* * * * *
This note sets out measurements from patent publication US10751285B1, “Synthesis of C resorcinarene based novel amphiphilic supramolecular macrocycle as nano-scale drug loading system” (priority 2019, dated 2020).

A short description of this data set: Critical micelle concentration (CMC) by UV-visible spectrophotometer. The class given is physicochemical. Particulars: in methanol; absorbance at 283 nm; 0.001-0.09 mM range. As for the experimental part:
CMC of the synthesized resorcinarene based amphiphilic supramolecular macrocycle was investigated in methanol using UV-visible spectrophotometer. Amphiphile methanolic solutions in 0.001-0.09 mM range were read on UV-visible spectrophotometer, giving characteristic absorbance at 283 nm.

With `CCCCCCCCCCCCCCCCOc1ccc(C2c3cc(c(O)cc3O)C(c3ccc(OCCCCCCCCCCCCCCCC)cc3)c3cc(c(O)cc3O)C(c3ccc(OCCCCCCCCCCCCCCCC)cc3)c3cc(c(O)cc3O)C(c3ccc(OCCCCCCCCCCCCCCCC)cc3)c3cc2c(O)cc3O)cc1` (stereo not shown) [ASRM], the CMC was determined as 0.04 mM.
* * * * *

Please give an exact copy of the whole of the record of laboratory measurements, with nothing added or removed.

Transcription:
This note sets out measurements from patent publication US10751285B1, “Synthesis of C resorcinarene based novel amphiphilic supramolecular macrocycle as nano-scale drug loading system” (priority 2019, dated 2020).

A short description of this data set: Critical micelle concentration (CMC) by UV-visible spectrophotometer. The class given is physicochemical. Particulars: in methanol; absorbance at 283 nm; 0.001-0.09 mM range. As for the experimental part:
CMC of the synthesized resorcinarene based amphiphilic supramolecular macrocycle was investigated in methanol using UV-visible spectrophotometer. Amphiphile methanolic solutions in 0.001-0.09 mM range were read on UV-visible spectrophotometer, giving characteristic absorbance at 283 nm.

With `CCCCCCCCCCCCCCCCOc1ccc(C2c3cc(c(O)cc3O)C(c3ccc(OCCCCCCCCCCCCCCCC)cc3)c3cc(c(O)cc3O)C(c3ccc(OCCCCCCCCCCCCCCCC)cc3)c3cc(c(O)cc3O)C(c3ccc(OCCCCCCCCCCCCCCCC)cc3)c3cc2c(O)cc3O)cc1` (stereo not shown) [ASRM], the CMC was determined as 0.04 mM.